Opponents of the Australian environment minister have accused Greg Hunt of signing the Paris Agreement to limit global warming while ignoring Australia's major climate change problems.
The Australian Green Party has accused Hunt of leaving Australia as "a laughing stock on the international stage", because the government would not carry out the action needed to prevent catastrophic warming of between 3C-4C.
Hunt joined leaders from 175 countries in New York to sign an agreement to limit global warming by at least 2C. He promised that his country was on course to beat the emission reduction targets it had agreed in Kyoto by 78 million tonnes, and that it would reduce emissions to 26%-28% below 2005 levels by 2030.
"These are some of the highest targets anywhere in the world and certainly on a per capita basis we're right at the top," he told the Australian Broadcasting Corporation from New York.
However, Green senator Larissa Waters pooh-poohed his claims and suggested the country's reduction targets were worthless. The Great Barrier Reef, one of Australia's most significant ecological treasures, was likely to end up "completely cooked", she said, due to the government's inaction.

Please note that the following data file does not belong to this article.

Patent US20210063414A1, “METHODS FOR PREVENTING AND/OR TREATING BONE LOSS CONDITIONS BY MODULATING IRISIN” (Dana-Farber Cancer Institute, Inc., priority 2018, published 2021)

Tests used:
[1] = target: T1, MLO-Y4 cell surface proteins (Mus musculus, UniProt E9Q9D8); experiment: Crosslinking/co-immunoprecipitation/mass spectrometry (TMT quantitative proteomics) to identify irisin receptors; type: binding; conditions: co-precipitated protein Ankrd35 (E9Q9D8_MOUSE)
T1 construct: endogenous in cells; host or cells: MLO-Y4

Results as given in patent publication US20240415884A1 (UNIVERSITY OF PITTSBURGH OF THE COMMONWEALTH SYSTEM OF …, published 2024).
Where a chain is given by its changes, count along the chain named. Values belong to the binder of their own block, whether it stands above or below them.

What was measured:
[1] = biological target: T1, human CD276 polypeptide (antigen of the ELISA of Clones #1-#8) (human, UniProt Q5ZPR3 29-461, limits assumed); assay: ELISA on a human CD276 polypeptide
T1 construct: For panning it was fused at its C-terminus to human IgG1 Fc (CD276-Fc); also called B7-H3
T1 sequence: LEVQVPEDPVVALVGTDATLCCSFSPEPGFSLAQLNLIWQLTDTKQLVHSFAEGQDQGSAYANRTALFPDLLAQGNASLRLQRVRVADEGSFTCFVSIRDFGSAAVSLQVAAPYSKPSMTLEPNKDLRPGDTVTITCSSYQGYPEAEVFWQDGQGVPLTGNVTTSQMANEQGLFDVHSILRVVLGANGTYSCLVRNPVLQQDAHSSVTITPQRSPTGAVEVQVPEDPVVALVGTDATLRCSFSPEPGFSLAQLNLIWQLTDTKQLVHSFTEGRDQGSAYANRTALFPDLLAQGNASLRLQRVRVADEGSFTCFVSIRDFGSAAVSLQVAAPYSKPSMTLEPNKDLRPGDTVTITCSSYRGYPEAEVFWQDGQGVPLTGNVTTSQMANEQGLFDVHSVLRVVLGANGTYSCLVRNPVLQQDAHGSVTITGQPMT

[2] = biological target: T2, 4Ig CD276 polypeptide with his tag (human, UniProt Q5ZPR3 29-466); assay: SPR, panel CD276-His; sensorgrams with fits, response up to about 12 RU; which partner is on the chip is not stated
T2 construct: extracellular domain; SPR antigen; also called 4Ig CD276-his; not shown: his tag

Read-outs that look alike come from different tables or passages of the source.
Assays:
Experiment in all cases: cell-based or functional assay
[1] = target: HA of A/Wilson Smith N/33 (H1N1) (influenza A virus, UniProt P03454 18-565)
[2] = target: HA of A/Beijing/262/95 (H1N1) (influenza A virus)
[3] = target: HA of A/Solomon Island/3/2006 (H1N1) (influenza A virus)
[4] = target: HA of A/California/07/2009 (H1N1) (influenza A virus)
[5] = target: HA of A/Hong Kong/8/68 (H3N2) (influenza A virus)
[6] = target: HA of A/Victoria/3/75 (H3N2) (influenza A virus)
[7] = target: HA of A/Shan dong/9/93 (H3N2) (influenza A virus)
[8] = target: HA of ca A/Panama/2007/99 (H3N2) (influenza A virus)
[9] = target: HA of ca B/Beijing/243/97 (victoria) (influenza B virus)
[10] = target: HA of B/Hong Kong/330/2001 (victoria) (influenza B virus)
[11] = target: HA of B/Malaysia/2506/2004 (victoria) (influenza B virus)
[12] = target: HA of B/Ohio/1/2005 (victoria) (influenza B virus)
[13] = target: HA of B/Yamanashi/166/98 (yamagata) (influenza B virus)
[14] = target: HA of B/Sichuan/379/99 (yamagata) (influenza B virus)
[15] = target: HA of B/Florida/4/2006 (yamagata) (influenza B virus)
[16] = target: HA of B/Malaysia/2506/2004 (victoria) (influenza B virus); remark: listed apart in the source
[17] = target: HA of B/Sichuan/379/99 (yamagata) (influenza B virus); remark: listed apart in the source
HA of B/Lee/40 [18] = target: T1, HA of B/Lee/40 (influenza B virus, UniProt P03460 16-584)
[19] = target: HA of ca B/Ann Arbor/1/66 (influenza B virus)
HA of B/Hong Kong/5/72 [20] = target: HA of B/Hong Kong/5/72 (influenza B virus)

"Unfortunately, Minister Hunt likes to bandy about some figures, but Australia has been a laughing stock on the international stage," she said. "Our pollution reduction targets are so far below the science and people know that our policies aren't even getting us towards those very low targets."
"This is a moment in history," UN Secretary-General Ban Ki-moon said of the agreement, which was signed at the United Nations' headquarters in New York last night. It will come into force once the 55 countries responsible for 55% of the world's greenhouse emissions have ratified it, with a provision start date of 2020. China and the US have yet to sign, but are expected to in due course.
Recently, scientists have reported that 93% of the coral that forms Australia's Great Barrier Reef is bleached, due climate change and El Nino effects. Only 7% of the 2,300km stretch of coral is currently healthy, and the rest is at risk of dying if the bleaching is not reversed.